The first and most important thing is to recognize the horse with a respiratory emergency.
The first and most important thing is to recognize the horse with a respiratory emergency. They are often anxious, they may have noisy, rapid breathing, and an abnormal, elbows out stance may give us a clue that they find it painful to breath. If you look at their mucus membranes, the color is often pale or bluish, and, altogether, we infer dyspnea. I say that we infer this, because dyspnea means the sensation of having difficulty breathing.
Three things cause respiratory distress: hypoxemia, hypercapnia and high work of breathing. Hypoxemia is diagnosed by the presence of an SpO2 of less htan 90% or an ABG analysis that reveals a PaO2 of less than 60 mm Hg. ABG analysis is essential for proper interpretation of cuases of hypoxemia, Pulse oximetry and capnography are also useful in diagnosis. Hypoxemia with hypercapnia DEFINES hypoventilation as the underlying cause.
Hypoxemia with normocapnia implies diffusion impairment, V/Q mismatch, or shunt as underlying causes. Response to oxygen supplementation usually allows differentiation between VQ mismatch and shunting. Typically, the patient with a VQ mismatch will demonstrate marked response (i.e.improved PaO2) with supplemental oxygen, whereas the patient with shunt only minimally shows improvement in PaO2, if at all. By definition, refractory hypoxemia is seen with < 10 mmHg increase with at least 40% O2 administration.
Hypoxemia is most important. It takes quite a long time to die of the type of hypercapnia that comes with respiratory embarrassment or failure.
High work of breathing is probably the biggest contributor to dyspnea. High work of breathing may become unsustainable, in which case the animal will eventually die. Obstructive lesions cause high work of breathing. The animal will usually work to maintain normoxia and normocapnea for a limited amount of time before exhaustion and failure.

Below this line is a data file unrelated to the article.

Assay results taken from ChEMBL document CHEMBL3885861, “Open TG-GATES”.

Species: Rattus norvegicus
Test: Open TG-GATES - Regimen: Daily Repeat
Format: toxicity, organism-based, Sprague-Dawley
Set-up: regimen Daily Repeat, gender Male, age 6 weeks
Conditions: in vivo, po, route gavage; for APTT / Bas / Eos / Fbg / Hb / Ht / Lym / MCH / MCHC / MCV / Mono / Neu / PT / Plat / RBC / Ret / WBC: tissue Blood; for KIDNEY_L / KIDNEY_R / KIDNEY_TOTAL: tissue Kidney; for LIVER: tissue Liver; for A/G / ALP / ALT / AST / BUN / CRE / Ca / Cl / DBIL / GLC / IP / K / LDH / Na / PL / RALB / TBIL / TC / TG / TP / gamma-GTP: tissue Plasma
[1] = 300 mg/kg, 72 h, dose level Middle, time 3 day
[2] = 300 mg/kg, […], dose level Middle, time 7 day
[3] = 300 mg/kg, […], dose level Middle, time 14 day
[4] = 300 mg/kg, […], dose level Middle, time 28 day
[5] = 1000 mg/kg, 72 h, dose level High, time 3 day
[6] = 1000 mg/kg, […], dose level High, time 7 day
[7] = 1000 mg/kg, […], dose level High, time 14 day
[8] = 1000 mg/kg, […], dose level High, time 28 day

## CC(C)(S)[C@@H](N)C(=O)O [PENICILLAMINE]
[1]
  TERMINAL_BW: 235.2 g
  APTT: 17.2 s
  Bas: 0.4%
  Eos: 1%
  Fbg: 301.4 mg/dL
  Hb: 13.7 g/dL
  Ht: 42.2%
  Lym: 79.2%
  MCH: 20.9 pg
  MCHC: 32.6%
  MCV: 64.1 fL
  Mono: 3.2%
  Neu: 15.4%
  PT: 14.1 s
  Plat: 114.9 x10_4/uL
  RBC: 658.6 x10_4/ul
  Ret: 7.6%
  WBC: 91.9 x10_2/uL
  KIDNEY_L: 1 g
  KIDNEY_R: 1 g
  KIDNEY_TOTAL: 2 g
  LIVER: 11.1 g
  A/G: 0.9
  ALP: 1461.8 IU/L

With these thoughts in mind, the first goal in treating a respiratory emergency is to establish adequate oxygenation. Establishment of normal blood CO2 is secondary only. This is why in any code, the routine is to take care of Airway, Breathing, and then Circulation.
Let's think about the tools that you have for a respiratory emergency in the field – they are usually history, physical examination, and auscultation. Ancillary tools, that you may only have access to in a referral hospital, are an O2 sat monitor, ABGs, capnograph, radiographs, ultrasound, and lung function testing.
Physical examination, history, and auscultation often take place more or less simultaneously. You must quickly decide if the site is extra-thoracic or intrathoracic. Typical signs of extra-thoracic disease are: stridor, stertor, facial swelling and edema, pharyngeal swelling, and nasal discharge or deformity. Upper airway obstructions often require an emergency tracheostomy BEFORE definitive diagnosis. In order to make this determination, you should auscult from the nose to the chest.
Inspiratory stridor is usually loudest at the site of the obstruction. Facial swelling and edema can be due to anaphylaxis, EVA, purpura hemorrhagica, trauma, or snake bite. Pharyngeal swelling can be from strangles, clostridial infections, or guttural pouch tympany. Facial and nasal deformities are often slowly progressing, and can be due to sinusitis, granuloma, ethmoid hematoma, neoplasia, maxillary cysts, fungal granuloma, and head trauma. These animals often have malodorous breath.
What are the signs that we associate with intrathoracic disorders? They include expiratory or mixed inspiratory and expiratory distress, absence of lung sounds, and adventitious lung sounds. Intrathoracic obstructive disorders usually cause high airway resistance (think RAO or heaves). Intrathoracic restrictive disorders usually cause low compliance (think of pneumonia, pulmonary fibrosis, pleuritis). What do you see on physical examination? Expiratory respiratory embarrassment usually reflects high airway resistance due to airway obstruction.
Often, and exaggerated inspiratory effort will also be present. Absence of lung sounds usually is seen with restrictive diseases with inadequate expansion of lung fields. Penumothorax is associated with dullness especially in the dorsal lung fields, whereas pleural effusion is usually associate with dullness in the ventral lung fields. Cardiac sounds will often be louder, and you may be able to percuss a fluid line. Ultrasound is very helpful.
How to approach the airways:
Clear the airways if possible. It is not easy in horses, because their mouths do not open very much! Think about how much easier it is to intubate a dog than most of our long-nosed large animal species. After clearing anything possible, the choices will then be to intubate or perform a tracheostomy. Once you're familiar with the technique, tracheotomy is often the quickest. It is best to do a tracheotomy before it is a true emergency. This is usually preceded by striderous, stertorous, or labored breathing referable to the upper airway. To perform a tracheotomy, you should use sedation unless the horse has actually collapsed.